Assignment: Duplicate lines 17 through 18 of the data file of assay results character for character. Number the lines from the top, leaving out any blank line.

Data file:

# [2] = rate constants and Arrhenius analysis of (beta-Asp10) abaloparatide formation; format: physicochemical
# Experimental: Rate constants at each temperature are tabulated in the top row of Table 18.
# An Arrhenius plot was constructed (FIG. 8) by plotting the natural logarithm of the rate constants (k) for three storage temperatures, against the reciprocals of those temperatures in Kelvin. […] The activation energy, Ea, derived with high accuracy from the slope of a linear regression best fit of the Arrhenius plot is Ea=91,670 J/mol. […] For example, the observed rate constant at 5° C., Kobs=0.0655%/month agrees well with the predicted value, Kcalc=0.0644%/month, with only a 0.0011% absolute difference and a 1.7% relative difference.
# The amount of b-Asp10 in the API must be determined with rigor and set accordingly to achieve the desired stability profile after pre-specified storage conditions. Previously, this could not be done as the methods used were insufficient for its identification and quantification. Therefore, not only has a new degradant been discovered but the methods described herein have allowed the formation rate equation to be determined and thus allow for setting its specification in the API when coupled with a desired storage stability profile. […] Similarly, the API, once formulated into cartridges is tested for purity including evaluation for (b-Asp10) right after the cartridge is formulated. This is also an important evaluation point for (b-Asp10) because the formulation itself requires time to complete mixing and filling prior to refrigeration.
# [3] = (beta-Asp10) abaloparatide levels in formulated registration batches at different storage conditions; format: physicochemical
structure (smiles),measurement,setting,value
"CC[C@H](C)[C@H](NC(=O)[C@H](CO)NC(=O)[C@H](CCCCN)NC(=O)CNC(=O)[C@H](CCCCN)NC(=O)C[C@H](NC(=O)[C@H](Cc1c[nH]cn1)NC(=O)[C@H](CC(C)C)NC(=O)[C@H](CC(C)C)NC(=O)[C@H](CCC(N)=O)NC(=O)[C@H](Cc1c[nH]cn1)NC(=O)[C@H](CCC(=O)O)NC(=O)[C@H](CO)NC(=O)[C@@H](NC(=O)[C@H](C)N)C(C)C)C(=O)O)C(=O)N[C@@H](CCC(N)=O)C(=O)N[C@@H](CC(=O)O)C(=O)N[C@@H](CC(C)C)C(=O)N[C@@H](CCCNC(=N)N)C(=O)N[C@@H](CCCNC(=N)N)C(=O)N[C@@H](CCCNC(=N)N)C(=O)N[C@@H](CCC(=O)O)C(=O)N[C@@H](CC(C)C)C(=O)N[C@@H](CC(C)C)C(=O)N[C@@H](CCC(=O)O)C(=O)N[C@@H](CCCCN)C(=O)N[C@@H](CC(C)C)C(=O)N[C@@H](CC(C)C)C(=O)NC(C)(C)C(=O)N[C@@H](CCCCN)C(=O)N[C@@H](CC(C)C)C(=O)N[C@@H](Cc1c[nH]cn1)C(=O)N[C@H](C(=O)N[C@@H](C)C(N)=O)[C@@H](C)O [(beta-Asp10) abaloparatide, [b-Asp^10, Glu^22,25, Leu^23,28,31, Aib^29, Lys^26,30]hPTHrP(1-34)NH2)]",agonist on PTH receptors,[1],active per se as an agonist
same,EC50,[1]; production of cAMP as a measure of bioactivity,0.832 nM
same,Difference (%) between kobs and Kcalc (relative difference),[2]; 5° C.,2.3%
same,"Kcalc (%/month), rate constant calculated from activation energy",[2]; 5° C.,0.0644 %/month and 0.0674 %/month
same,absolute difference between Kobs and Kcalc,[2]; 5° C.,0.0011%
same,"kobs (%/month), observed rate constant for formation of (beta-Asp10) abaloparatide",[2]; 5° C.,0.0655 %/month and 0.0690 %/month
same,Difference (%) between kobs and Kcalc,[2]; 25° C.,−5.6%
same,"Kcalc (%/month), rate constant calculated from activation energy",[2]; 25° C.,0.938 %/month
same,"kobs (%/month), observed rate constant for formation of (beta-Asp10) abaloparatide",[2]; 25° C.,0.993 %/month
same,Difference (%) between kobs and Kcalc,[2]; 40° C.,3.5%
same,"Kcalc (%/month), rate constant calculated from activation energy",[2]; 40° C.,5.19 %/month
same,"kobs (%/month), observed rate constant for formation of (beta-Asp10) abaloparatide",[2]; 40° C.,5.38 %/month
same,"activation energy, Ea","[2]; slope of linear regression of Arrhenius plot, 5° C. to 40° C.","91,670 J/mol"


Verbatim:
same,"Kcalc (%/month), rate constant calculated from activation energy",[2]; 40° C.,5.19 %/month
same,"kobs (%/month), observed rate constant for formation of (beta-Asp10) abaloparatide",[2]; 40° C.,5.38 %/month